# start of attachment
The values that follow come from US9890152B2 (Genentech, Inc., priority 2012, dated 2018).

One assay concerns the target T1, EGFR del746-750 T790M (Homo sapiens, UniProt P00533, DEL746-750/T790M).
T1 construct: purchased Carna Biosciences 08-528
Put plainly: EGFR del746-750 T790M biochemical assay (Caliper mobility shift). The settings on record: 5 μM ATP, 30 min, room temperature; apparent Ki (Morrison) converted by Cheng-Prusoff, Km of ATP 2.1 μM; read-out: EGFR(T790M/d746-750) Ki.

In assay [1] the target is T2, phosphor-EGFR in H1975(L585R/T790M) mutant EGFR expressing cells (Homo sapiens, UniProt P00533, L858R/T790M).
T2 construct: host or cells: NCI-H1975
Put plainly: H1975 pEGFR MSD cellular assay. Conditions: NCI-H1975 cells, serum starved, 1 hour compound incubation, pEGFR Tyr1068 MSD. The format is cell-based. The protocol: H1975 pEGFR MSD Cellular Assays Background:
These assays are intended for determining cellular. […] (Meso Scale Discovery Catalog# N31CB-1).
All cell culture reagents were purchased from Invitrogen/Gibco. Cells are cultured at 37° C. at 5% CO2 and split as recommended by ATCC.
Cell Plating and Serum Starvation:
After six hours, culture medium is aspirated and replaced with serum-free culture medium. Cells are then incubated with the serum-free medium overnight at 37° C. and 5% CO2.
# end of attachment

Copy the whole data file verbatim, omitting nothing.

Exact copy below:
The values that follow come from US9890152B2 (Genentech, Inc., priority 2012, dated 2018).

One assay concerns the target T1, EGFR del746-750 T790M (Homo sapiens, UniProt P00533, DEL746-750/T790M).
T1 construct: purchased Carna Biosciences 08-528
Put plainly: EGFR del746-750 T790M biochemical assay (Caliper mobility shift). The settings on record: 5 μM ATP, 30 min, room temperature; apparent Ki (Morrison) converted by Cheng-Prusoff, Km of ATP 2.1 μM; read-out: EGFR(T790M/d746-750) Ki.

In assay [1] the target is T2, phosphor-EGFR in H1975(L585R/T790M) mutant EGFR expressing cells (Homo sapiens, UniProt P00533, L858R/T790M).
T2 construct: host or cells: NCI-H1975
Put plainly: H1975 pEGFR MSD cellular assay. Conditions: NCI-H1975 cells, serum starved, 1 hour compound incubation, pEGFR Tyr1068 MSD. The format is cell-based. The protocol: H1975 pEGFR MSD Cellular Assays Background:
These assays are intended for determining cellular. […] (Meso Scale Discovery Catalog# N31CB-1).
All cell culture reagents were purchased from Invitrogen/Gibco. Cells are cultured at 37° C. at 5% CO2 and split as recommended by ATCC.
Cell Plating and Serum Starvation:
After six hours, culture medium is aspirated and replaced with serum-free culture medium. Cells are then incubated with the serum-free medium overnight at 37° C. and 5% CO2.